A consumer video camera can absolutely be used to make a good movie. At the end of the day the tale you’re telling is what will make your movie (That, and good sound). From there, you can coax any camera into unfolding of your narrative/non-narrative. (We did. Had no choice. Worked with what we had. Pretty happy with the turnout. See trailer.) Examples of films with international audiences shot with consumer video cameras abound. Google ’em.
If you have no money, your job is to accept whatever camera/microphone/breakfast/free-house-to-shoot-in comes your way. If you have no money to begin with, you have scored when someone offers to help you make your movie.
No-Money MovieMaking Rule #4: Thankfulness = Enthusiasm = More help getting your movie made.
If you’re making your movie with no money, thankfulness is your only currency. It is in fact, the backbone of your shoot. You think you’ve been thankful before? When you’re filming with no money, turn your thankfulness up to eleven.
On the set of Ruby Booby, we were daily amazed by the help that poured in. Amazed and gushingly thankful. We said thank you all over the place. And lo and behold, more people wanted to join in. We found volunteer P.A.s, camera ops, a cheap motel, 10 ex-gang members, prop guns, danishes, casseroles, post-production equipment, color correctionists and more. Say thank you throughout, fellow filmmakers, and everyone helping you will seek to help you further.
No-Money MovieMaking Rule #5: Raise money as you go. Or: How to acquire things like motels.
I knew the motel thing got your attention. Indeed, all filmmakers could use a little petty cash in hand. Financial needs arise, it’s true. Some of your volunteer crew members may be broke as well, and out of gas. Your free catering staff might need more supplies. Your donated camera might fall off the hood of that car (yes, it happened to us) and you’ll have to repair it. Sure. You could use a little dosh while you make your movie.
But careful here. You broke-ass, burgeoning auteurs out there better hit the pavement and start filming because you have no excuse not to. For some of you, a motel is easy to acquire! You know someone who knows someone! Ask, ask, ask. Don’t ever let me catch you delaying your film shoot because “you need a motel, and you have no money.” For some of you, antique furniture is a breeze to borrow. For others, you have access to a pool, a playground, a view of the ocean, hockey equipment, free soda, limitless cream cheese, a dialect coach, a stunt woman or free bowling shoes for everyone.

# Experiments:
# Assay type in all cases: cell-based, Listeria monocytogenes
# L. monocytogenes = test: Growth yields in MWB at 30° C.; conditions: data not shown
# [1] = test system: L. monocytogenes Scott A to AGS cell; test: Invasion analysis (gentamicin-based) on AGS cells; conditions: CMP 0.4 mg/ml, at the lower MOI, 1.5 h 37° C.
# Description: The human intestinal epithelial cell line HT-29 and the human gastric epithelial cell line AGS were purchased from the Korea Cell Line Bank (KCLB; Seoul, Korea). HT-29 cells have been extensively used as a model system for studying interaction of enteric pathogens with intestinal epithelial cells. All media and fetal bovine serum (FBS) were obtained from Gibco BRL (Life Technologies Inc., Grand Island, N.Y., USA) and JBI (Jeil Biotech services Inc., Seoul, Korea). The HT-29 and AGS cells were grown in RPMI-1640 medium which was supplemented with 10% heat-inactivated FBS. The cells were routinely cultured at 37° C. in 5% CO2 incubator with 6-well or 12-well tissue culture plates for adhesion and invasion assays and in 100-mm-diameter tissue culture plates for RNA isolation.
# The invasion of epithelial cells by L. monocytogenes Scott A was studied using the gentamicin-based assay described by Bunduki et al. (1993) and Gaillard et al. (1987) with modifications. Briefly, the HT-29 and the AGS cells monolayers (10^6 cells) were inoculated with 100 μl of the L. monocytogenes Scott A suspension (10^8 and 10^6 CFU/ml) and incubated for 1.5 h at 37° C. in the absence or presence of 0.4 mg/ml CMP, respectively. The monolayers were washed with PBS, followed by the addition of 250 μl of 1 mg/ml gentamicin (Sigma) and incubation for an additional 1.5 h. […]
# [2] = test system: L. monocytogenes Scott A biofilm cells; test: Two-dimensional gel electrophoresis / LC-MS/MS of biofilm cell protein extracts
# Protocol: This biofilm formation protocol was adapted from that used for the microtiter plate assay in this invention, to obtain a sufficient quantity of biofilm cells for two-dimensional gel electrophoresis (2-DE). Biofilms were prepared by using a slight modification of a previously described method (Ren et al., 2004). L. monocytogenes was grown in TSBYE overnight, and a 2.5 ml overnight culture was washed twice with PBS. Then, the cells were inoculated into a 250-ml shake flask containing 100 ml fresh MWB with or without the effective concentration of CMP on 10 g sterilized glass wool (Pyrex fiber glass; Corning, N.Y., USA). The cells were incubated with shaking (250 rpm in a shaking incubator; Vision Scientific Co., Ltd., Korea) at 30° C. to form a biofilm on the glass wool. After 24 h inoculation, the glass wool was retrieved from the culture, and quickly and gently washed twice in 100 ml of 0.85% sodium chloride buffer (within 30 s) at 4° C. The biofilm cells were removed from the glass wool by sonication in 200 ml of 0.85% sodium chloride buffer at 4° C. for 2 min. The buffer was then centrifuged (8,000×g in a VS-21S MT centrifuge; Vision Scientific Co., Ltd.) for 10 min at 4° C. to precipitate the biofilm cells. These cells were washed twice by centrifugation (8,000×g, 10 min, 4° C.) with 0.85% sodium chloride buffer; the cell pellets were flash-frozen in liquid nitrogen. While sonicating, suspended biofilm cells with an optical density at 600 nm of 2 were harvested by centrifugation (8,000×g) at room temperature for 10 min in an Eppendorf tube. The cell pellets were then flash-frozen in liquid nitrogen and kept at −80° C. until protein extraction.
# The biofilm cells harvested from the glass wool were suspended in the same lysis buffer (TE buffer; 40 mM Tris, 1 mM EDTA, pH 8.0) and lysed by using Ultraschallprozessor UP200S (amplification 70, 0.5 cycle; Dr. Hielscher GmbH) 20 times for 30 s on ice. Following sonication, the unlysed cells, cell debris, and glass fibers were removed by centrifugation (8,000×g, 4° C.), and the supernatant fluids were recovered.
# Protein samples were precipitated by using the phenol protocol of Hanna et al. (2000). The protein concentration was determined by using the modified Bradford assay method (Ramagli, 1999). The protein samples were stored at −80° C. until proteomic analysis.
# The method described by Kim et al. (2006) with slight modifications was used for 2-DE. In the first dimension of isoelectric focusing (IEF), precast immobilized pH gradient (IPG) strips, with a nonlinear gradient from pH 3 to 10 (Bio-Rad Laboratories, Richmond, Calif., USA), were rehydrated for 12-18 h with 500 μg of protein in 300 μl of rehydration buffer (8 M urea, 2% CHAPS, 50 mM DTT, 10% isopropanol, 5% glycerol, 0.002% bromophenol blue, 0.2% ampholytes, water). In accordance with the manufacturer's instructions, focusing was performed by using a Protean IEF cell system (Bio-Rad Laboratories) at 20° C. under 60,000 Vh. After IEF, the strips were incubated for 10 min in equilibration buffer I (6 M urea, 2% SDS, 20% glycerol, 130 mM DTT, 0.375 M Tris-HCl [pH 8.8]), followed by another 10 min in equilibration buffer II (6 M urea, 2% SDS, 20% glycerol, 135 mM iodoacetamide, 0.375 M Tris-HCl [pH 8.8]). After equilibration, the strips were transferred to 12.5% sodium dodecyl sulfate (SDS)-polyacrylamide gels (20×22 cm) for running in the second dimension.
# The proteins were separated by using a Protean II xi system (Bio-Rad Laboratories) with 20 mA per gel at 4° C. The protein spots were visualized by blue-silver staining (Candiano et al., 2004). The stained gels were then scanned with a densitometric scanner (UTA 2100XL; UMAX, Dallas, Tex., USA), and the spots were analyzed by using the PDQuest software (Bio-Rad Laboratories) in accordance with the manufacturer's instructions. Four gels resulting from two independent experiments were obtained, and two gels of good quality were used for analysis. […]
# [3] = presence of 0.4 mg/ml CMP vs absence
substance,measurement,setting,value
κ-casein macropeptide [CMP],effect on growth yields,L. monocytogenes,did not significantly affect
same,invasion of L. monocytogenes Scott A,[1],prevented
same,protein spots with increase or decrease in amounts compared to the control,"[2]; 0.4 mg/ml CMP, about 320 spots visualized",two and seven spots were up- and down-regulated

Still, when you’re out there leaping dear brave and hardworking artist, you can line your pockets a little by raising money as you go.
This was our final Ruby Booby m.o. Once filming was underway, we asked our friends to spot us $50 here, and $100 there. We kept track. We posted an ad on Craigslist and found a web designer for cheap. (We found our entire crew on Craigslist, actually.) Kris Fitzgerald built our entire site for $100. (Don’t get hung up on how the site looks. Say Yes. Be thankful. Someone just built your freakin’ movie website for $100.) We sent the site to everyone we knew and asked for $5. We didn’t go the Kickstarter route because we needed the money right away. When we wrapped shooting we continued to ask for $5. Some gave far more. A few people donated $1,000 outright. We paid all of our previous no credit check loans back. All told, our exact shooting budget totaled $7000. Our post-production budget totaled the same. We hustled equipment, invented production design, galvanized troops and wrangled cash as we went. Our COMMUNITY made Ruby Booby. Your community will make your movie.
This approach to filmmaking, I will concede, takes considerable patience, open-mindedness and faith. My husband wanted to kill me, but loves me all the more now for what I’ve accomplished. And don’t lose your sense of humor while filming. I don’t care if you’re remaking Sophie’s Choice. Humor will help you to not strangle or get strangled. Things will get challenging, yes. But isn’t that how life is anyway? You might as well make your movie. Just begin. Make it. And finish it. I guarantee you: New doors will open for you. Surprising opportunities will present themselves. You will now have a calling card film. Your life will be changed, because you completed your own movie. Now go. GO.